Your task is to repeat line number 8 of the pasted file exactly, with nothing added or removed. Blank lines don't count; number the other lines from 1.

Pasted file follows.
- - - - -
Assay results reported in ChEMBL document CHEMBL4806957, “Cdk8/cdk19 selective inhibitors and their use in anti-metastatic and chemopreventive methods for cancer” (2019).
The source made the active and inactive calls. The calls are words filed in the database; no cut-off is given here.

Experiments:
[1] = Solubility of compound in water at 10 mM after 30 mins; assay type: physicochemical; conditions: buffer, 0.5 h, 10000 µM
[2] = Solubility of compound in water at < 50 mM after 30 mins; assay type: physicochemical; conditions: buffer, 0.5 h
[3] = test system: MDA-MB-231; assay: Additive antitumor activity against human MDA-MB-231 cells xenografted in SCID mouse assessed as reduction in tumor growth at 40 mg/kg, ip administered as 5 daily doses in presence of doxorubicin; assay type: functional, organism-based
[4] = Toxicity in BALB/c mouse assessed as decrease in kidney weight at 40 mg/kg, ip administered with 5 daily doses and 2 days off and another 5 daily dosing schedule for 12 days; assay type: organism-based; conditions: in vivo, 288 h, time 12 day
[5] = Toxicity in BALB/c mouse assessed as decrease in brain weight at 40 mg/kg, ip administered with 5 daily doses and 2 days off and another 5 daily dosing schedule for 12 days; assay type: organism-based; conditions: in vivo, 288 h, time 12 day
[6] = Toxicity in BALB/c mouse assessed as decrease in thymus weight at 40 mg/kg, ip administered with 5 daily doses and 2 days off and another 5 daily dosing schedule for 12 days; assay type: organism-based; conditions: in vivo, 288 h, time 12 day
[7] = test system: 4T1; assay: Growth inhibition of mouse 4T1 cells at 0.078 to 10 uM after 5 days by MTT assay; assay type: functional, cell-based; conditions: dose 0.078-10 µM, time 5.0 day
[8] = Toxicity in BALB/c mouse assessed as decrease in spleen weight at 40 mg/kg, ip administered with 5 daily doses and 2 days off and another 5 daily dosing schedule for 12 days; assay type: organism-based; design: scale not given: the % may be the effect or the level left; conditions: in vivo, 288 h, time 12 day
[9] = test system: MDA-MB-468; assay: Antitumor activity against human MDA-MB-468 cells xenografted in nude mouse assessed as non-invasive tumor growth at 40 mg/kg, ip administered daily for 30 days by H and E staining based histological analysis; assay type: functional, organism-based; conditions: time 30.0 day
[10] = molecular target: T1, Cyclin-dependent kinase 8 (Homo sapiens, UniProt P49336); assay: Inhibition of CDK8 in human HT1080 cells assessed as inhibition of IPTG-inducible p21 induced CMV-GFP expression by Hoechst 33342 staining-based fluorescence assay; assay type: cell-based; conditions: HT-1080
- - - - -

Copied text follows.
[5] = Toxicity in BALB/c mouse assessed as decrease in brain weight at 40 mg/kg, ip administered with 5 daily doses and 2 days off and another 5 daily dosing schedule for 12 days; assay type: organism-based; conditions: in vivo, 288 h, time 12 day